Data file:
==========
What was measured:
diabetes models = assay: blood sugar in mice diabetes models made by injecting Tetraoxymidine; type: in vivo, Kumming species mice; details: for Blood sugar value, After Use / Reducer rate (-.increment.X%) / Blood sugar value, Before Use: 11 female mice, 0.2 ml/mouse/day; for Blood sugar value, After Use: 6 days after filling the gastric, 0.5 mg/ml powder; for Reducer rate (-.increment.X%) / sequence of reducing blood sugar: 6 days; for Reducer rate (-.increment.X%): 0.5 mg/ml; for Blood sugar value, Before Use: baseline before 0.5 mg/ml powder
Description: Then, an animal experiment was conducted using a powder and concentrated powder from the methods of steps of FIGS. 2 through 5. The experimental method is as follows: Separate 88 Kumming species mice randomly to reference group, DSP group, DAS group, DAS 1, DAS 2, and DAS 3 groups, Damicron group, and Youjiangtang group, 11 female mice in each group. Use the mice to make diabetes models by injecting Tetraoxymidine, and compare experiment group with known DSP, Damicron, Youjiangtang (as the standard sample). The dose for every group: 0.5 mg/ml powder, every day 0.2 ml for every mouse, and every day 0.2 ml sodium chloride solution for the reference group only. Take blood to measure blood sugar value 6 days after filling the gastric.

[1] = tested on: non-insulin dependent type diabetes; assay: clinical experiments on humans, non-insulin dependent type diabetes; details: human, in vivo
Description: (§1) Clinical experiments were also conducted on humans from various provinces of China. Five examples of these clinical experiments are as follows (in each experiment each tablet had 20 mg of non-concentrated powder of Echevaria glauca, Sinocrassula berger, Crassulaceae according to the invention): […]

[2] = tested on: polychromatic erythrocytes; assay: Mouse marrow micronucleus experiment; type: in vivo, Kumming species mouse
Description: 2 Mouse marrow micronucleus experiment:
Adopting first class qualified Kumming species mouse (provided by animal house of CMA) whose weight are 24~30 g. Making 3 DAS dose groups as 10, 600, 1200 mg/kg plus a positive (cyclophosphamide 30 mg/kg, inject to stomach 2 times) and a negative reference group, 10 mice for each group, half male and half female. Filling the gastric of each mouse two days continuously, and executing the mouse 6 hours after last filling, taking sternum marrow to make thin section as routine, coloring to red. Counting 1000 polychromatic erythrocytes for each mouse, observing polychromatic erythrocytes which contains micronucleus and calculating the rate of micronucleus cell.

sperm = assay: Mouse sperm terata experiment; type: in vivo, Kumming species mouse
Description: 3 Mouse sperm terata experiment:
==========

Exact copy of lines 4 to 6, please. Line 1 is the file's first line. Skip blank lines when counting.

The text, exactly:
[1] = tested on: non-insulin dependent type diabetes; assay: clinical experiments on humans, non-insulin dependent type diabetes; details: human, in vivo
Description: (§1) Clinical experiments were also conducted on humans from various provinces of China. Five examples of these clinical experiments are as follows (in each experiment each tablet had 20 mg of non-concentrated powder of Echevaria glauca, Sinocrassula berger, Crassulaceae according to the invention): […]

[2] = tested on: polychromatic erythrocytes; assay: Mouse marrow micronucleus experiment; type: in vivo, Kumming species mouse